Food grains – wheat, maize and rice – account for over 50% of human caloric consumption and underpin global food security.

US research has shed light on how trade and the centrality of the global grain/animal fee trade network, affects food security. The study shows that many nations depend on trade to fulfil their food needs and that the global wheat trade is concentrated in a handful of countries whereby disruption in only a few countries would have global impacts.

Focus on local feed systems

Led by researchers at the University of California, Davis, in conjunction with the International Food Policy Research, the study calls for a greater emphasis on regional and localised food systems. Well-functioning local food systems more effectively counter shortfalls and disruptions in the larger globalised food system.

Co-author of the study Catherine Brinkley said global grain supplies were now at the forefront of global trade concerns: “Food grains – wheat, maize and rice – account for over 50% of human caloric consumption and underpin global food security.”

War in Ukraine – supply chain issues

Subhashni Raj, assistant professor at the University of Hawaii-Manoa, added that the war in Ukraine, combined with supply chain issues, had contributed to price increases in cereal grains and food prices globally, but particularly in the Global South (Asia, Latin America and the Caribbean, Pacific Islands, and developing countries in Asia, including the Middle East) where countries rely on cereal imports.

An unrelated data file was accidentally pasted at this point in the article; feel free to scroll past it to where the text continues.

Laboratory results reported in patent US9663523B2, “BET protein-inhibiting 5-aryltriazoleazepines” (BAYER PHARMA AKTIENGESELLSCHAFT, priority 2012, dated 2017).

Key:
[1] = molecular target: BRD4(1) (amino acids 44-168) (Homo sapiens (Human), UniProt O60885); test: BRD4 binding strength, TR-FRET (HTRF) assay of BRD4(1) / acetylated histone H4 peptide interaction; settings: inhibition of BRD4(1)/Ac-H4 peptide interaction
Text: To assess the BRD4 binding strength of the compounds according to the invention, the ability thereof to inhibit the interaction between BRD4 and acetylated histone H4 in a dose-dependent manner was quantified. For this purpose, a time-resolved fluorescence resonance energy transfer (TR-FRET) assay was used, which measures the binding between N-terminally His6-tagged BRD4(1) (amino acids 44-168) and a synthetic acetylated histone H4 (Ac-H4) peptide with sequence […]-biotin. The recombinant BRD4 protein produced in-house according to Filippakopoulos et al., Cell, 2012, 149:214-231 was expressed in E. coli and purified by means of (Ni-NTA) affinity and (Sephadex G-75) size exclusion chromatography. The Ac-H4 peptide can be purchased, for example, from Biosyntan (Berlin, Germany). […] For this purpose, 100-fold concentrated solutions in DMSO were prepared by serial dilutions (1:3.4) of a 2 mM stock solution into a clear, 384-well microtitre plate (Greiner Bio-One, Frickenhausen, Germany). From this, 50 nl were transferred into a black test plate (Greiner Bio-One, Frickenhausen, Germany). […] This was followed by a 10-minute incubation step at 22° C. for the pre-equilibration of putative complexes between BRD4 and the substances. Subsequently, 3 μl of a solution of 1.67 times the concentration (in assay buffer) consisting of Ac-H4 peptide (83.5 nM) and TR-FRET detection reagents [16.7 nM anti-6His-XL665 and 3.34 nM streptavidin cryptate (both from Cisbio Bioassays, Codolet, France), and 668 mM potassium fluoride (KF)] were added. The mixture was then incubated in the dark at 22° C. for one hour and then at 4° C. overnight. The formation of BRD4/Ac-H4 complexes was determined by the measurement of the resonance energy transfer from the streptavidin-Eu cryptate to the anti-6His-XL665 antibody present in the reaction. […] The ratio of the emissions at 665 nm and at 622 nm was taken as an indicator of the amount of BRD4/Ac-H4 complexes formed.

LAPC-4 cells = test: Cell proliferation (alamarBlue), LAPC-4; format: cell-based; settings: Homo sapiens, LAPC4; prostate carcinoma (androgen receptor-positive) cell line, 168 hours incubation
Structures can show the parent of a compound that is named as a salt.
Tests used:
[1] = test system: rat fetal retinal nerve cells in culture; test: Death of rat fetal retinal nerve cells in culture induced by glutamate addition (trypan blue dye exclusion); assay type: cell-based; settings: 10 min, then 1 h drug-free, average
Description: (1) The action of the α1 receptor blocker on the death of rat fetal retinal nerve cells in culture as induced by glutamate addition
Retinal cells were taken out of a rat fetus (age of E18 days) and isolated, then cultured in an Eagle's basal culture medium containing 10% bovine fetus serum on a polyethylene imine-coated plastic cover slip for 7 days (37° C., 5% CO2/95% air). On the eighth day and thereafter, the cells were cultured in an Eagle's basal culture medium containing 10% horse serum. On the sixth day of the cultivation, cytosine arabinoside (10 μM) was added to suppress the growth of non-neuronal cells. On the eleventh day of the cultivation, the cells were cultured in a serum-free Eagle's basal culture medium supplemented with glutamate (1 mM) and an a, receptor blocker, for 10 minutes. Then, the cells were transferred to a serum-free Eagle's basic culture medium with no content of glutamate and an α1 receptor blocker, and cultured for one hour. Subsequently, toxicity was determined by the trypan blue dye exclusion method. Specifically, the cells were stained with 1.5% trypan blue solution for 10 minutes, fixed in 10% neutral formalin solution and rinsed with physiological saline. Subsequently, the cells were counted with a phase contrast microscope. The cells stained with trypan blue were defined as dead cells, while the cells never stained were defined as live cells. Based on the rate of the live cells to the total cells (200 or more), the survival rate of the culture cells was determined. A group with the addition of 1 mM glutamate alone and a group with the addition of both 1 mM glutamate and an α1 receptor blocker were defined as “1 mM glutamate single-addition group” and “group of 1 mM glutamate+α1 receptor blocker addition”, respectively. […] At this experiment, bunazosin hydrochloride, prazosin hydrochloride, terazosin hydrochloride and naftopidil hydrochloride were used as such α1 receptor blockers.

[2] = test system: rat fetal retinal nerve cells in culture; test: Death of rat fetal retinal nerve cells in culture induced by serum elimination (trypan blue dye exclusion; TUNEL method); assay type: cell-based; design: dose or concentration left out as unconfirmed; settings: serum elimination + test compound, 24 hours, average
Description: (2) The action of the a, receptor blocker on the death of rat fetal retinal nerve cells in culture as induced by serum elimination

Farmland rich does not mean hunger free

The researchers also found that having more agricultural land does not necessarily translate to higher levels of national nourishment. Mr Brinkley said, “One might hope that more agricultural land would help alleviate hunger. But the agriculturally rich regions of the world are often literal battlegrounds for control of resources.”

Sacrificing food security for economic growth

Food resources are often embedded in vast globalized food chains, researchers say, with little or no positive impact on the communities where the chains originate, and on the food supply of their own citizens. It undermines security and gives countries an edge in the international food economy.

Countries of the Global North with low production capacities control a significant part of this supply he chain. This reflects their purchasing power and proximity to major wheat trading hubs. “Historically, the pattern of wealth accumulation through colonization and the slave trade is evident in the global wheat trade. Many European countries with limited agricultural land arose from their colonial past. It sits at the heart of the global wheat supply chain, reflecting traditional trade agreements and trade patterns.”

Most influential countries

Researchers used international wheat data to reconstruct the global trade network and identify the most influential countries. They found that the countries most important to the world grain trade accounted for more than half of all world wheat exports: Germany, Italy, France, Turkey, Russia, USA, Canada.

This makes the global wheat value he chain fragile, as a shock to any of these countries would likely spread around the world. “Operating in a food system where all the components, big and small, are all connected,” he added Brinkley

Related article: UK animal feed market report

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